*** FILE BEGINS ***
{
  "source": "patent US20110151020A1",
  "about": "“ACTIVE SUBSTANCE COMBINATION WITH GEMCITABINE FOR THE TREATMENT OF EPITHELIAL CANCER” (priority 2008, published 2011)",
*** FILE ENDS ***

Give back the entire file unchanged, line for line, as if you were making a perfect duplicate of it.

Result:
{
  "source": "patent US20110151020A1",
  "about": "“ACTIVE SUBSTANCE COMBINATION WITH GEMCITABINE FOR THE TREATMENT OF EPITHELIAL CANCER” (priority 2008, published 2011)",